Millennium Post

Deep into the quagmire

Pakistan must cover an extra mile to dilute terror assaults within the country in order to get itself out of the FATF grey list

Deep into the quagmire

Pakistan is reeling under yet another shock as the terror-related global watchdog — Financial Action Task Force (FATF) — further extended its ban retaining Pakistan under the grey list, following the country's abysmal failure to fulfill all the requirements. This has obviously dealt a severe blow to Pakistan's image which already stands badly bruised and battered. Unable to reconcile to this harsh reality, Pakistan has started reacting in panic. Pakistan's Minister for Finance and Revenue, Shawkat Tarin, in an interview (March 5) to 'Khaleej Times', has described the decision to be politically motivated. He also alleged that the decision was taken under the influence of some powerful nations to pressurize Pakistan around its strategic policy decisions. In the same vein, the minister claimed that Pakistan, having completed 26 of the 27 conditions, is expected to come out of the list later in June this year.

Pakistani political leadership has also insinuated India's hand for this FATF verdict. However, the financial monitoring agency has called upon Pakistan to continue to work to address the pending tasks through demonstrating a positive and sustained approach towards complex terror-related investigations and prosecutions. Experts, in the meantime, assess that in view of Pakistan's inertia, the FATF, as the global money laundering and terror-financing watchdog, may keep Pakistan under increased monitoring on one pretext or the other. Experts also analyze that Islamabad's growing tilt towards China, and recently Russia, is widening the gulf between the country and the West, including the US — allowing India to "influence" FATF decision on Pakistan. This, however, looks farfetched. Also, these developments exhibit Pakistan's weakening clout among the Western capitals. Reacting to this, a powerful voice of the Pakistani print media has called upon its government to beef up diplomatic efforts for garnering greater support for its attempts to exit the grey list by attending to the remaining unfulfilled conditions.

Simultaneously, on March 4, a deadly suicide attack rocked Kissa Bazar in Peshawar, causing over 57 casualties and grievous injuries to over 200 people. Very significantly, the suicide bombing was carried out in a Shia Mosque on a pious Friday where Muslims congregate to offer prayers. Sadly, religious intolerance has once again come to the fore in Pakistan, proving that the minority Shias are being deliberately targeted, as in the past when the Hazaras, the Ahmediyas, the Sikhs and the Hindus were often victimized through terror killings. There is also an increasing trend of blaming and framing the minorities on the pretext of blasphemy laws. It is always convenient for the Pakistan's politicians and security agencies to blame India for causing terror attacks in various parts of Pakistan, especially in the turbulent Baluchistan but the authorities are invariably under a sense of amnesia that their own intelligence services and well-fed military, along with the ISI, have failed time and again to alert the district administration for taking any preventive measures. This aspect requires attention. Pakistan must stop blaming a neighboring country for the spiraling terror misadventures at the very heart of Pakistan.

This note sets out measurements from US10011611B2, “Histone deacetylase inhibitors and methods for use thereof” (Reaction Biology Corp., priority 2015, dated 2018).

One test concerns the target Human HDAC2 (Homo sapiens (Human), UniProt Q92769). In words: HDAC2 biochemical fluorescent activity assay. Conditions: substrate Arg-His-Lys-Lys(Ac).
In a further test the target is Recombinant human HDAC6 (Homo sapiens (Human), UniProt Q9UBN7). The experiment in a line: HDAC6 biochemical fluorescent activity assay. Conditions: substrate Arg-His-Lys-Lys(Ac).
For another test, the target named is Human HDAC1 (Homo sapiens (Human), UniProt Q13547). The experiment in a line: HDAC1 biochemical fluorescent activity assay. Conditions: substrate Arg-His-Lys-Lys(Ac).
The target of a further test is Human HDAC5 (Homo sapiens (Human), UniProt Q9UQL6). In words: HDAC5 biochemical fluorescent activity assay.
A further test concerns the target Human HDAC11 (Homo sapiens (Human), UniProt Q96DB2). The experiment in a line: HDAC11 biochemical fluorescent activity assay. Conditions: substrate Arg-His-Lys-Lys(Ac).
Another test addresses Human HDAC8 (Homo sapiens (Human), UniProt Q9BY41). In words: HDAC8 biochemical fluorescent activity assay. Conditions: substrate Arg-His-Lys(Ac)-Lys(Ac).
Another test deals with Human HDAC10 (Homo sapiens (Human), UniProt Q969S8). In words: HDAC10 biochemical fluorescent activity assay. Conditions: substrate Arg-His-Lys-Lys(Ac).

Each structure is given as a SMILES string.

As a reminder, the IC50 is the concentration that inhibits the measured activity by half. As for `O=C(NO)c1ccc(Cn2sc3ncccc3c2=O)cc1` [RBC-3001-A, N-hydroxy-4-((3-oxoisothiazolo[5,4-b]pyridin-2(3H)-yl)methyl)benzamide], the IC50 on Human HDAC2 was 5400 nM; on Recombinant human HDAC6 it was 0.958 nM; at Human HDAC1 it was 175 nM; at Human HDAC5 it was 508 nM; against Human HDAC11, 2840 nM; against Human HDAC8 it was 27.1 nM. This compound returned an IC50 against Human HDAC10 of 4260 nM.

A mention of Baluchistan as a target of terror attacks can be made here. Baluchistan watchers say that this state is changing rapidly. Conventional provincial allies of power elites in Islamabad and Rawalpindi are losing their importance, including the sardars, nawabs and elders of 'peace committees' who have been keeping an eye on the dissidents, acting against them when needed. Experts further reckon that the China-Pakistan Economic Corridor (CPEC) has securitized the region and caused immense damage. First, it has aggravated the residents' ire. Second, the lack of interaction between the Chinese workers and the local population have not only triggered conspiracy theories about CPEC but have also made the Chinese a target of the insurgents.

Interestingly, administrations in the Makran region, especially in Gwadar, have been tasked for expediting the development projects committed under CPEC and the prime minister's southern Baluchistan package. These projects include changing water supply pipelines, coal power to address Gwadar's energy needs and technical education institutions across the region, apart from an industrial estate in Turbat. However, the citizens doubt these projects will be completed soon given the government's past record. The biggest worry is that a mafia of contractors consisting of influential people in the government, bureaucracy and establishment, wants the contracts to execute these projects. If they get these, it could inflict huge damage on national treasure and CPEC's reputation and will also increase the trust deficit between the state and the Baluchistan citizens. However, on ground, so far there is no action or execution of the plan. For power elites, development is a major strategy for addressing local grievances, but this model has not produced results because of corruption and lack of parliamentary and citizenry oversight. The demand of the people is genuine.

In sum, simmering in Baluchistan, terror cases, as most recently in Peshawar, along with the political tumult and the FATF retaining Pakistan in the grey list, have posed endless problems to the political leadership. The country must cover an extra mile to minimize its headaches and strive constantly to get itself out of the FATF grey list.

The writer is a retired IPS officer, a security analyst, and the former National Security Advisor to the Prime Minister of Mauritius. Views expressed are personal

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